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Volume 16, issue 10
Atmos. Chem. Phys., 16, 6241–6261, 2016
https://doi.org/10.5194/acp-16-6241-2016
© Author(s) 2016. This work is distributed under
the Creative Commons Attribution 3.0 License.
Atmos. Chem. Phys., 16, 6241–6261, 2016
https://doi.org/10.5194/acp-16-6241-2016
© Author(s) 2016. This work is distributed under
the Creative Commons Attribution 3.0 License.

Research article 24 May 2016

Research article | 24 May 2016

Fast descent routes from within or near the stratosphere to the surface at Fukuoka, Japan, studied using 7Be measurements and trajectory calculations

Hisanori Itoh1 and Yukinori Narazaki2 Hisanori Itoh and Yukinori Narazaki
  • 1Department of Earth and Planetary Sciences, Kyushu University, 744, Motooka, Nishi, Fukuoka, 819-0395, Japan
  • 2Fukuoka Institute of Health and Environmental Sciences, 39, Mukai-Zano, Dazaifu, Fukuoka, 818-0315, Japan

Abstract. By using high concentrations of 7Be as an indicator, we clarify fast descent routes from within or near the stratosphere to Earth's surface, with the study site being in Fukuoka, Japan. Most routes arise from high latitudes through the following processes. First, the descent associated with a tropopause fold occurs, followed by southward movement with slow descent at the rear side of a strong trough. Because this motion occurs along an isentropic surface, the descending air parcels nearly conserve the potential temperature. As an extension, a strong descent associated with a sharp drop in the isentropic-surface height occurs at the southern edge of the trough; this transports air parcels to low altitudes. This process involves irreversible phenomena such as filamentation and cutoff of potential vorticity. Finally, upon meeting appropriate near-surface disturbances, parcels at low altitudes are transported to Earth's surface.

In some cases, parcels descend within midlatitudes. In such routes, because the potential temperature is much higher at high altitudes than at low altitudes, descent with conservation of the potential temperature is impossible, and the potential temperature decreases along the trajectories through mixing.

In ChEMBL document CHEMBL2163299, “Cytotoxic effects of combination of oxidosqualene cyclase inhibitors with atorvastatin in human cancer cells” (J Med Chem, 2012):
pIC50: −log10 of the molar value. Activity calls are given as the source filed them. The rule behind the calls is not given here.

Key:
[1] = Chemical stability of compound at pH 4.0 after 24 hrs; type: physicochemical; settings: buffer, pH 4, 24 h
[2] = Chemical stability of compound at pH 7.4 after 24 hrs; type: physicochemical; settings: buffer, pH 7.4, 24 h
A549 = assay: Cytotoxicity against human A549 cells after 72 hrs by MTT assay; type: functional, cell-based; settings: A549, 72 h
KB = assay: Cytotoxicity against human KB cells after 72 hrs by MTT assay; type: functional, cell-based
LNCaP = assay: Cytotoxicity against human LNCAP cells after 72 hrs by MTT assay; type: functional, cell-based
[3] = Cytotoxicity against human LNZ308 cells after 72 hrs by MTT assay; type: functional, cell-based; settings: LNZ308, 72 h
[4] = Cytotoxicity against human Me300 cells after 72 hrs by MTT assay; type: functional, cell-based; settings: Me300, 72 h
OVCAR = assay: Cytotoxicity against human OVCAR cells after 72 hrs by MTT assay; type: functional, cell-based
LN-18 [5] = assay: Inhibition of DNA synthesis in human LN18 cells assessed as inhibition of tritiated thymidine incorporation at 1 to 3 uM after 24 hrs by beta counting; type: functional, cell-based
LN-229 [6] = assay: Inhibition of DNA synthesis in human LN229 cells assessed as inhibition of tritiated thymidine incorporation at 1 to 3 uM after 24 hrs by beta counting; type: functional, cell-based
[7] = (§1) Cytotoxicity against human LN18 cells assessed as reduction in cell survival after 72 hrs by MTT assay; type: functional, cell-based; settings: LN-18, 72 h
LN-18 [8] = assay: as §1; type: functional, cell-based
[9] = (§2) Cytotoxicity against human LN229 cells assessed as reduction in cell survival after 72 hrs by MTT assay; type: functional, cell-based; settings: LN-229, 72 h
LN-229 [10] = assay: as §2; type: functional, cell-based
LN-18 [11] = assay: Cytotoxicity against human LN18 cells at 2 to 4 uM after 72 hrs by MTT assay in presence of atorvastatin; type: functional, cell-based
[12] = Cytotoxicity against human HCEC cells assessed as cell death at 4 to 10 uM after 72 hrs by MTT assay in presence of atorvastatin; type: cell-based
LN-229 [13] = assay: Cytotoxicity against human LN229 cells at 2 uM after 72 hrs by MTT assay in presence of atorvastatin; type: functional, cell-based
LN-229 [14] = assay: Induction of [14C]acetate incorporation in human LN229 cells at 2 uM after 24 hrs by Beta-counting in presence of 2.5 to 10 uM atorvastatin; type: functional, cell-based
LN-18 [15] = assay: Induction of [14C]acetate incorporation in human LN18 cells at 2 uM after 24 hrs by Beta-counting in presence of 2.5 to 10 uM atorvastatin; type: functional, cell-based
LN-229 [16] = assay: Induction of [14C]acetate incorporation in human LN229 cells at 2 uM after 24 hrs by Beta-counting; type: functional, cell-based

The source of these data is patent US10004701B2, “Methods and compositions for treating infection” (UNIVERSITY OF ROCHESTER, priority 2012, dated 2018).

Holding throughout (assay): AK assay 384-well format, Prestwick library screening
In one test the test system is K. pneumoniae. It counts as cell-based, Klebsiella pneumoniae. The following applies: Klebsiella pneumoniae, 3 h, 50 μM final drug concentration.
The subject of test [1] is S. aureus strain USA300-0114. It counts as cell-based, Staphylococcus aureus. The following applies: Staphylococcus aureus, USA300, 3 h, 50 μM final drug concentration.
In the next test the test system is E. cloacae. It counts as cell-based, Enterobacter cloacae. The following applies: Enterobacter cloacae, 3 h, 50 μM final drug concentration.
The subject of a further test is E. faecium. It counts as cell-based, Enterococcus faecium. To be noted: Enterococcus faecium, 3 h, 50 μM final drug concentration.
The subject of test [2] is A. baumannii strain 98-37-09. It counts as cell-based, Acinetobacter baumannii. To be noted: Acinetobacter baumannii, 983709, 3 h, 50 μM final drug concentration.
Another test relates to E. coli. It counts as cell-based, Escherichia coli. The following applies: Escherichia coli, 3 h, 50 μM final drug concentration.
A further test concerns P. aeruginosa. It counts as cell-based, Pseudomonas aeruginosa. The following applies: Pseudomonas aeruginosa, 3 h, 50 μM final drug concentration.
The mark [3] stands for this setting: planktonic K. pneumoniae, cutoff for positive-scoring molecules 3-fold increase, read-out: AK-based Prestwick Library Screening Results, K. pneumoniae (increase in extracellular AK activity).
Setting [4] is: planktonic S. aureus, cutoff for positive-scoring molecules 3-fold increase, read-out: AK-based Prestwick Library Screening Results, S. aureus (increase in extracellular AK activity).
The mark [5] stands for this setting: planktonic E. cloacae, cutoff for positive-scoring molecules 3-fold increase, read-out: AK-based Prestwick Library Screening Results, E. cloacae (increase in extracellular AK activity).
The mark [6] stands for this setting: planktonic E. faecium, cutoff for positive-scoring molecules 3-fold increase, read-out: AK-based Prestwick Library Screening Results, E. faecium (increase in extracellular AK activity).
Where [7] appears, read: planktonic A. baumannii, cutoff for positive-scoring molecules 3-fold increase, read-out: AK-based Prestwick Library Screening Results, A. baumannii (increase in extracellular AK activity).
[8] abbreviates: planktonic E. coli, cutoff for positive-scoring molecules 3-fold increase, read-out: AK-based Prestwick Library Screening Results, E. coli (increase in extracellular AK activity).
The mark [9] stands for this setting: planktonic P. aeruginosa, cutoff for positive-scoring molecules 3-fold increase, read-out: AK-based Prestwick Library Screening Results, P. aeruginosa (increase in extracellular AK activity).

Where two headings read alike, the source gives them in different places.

The prevalence of the high-latitude route is explained as follows. In the midlatitude route, because parcels at high and relatively low altitudes mix, the high concentrations of 7Be included in high-altitude parcels are difficult to maintain. Therefore, for parcels to arrive at low altitudes in the midlatitude while maintaining high concentrations of 7Be, i.e., conserving the potential temperature, their area of origin should be high altitudes in high latitudes where the potential temperature is almost the same as that in the arrival area.

In spring, tropopause folds are frequent in high latitudes, disturbances in the southward transport of parcels are strong, and disturbances occur by which parcels descend to the surface. Therefore, high concentrations of 7Be occur most frequently in spring.

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By using high concentrations of 7Be as an indicator, we clarify fast descent routes from the stratosphere to Earth's surface in Japan. Most routes arise from high latitudes through the following processes: descent associated with a tropopause fold, southward movement with slow descent at the rear side of a strong trough, and strong descent at the south edge of the trough. The reason that high concentrations of 7Be occur most frequently in spring is explained.
By using high concentrations of 7Be as an indicator, we clarify fast descent routes from the...
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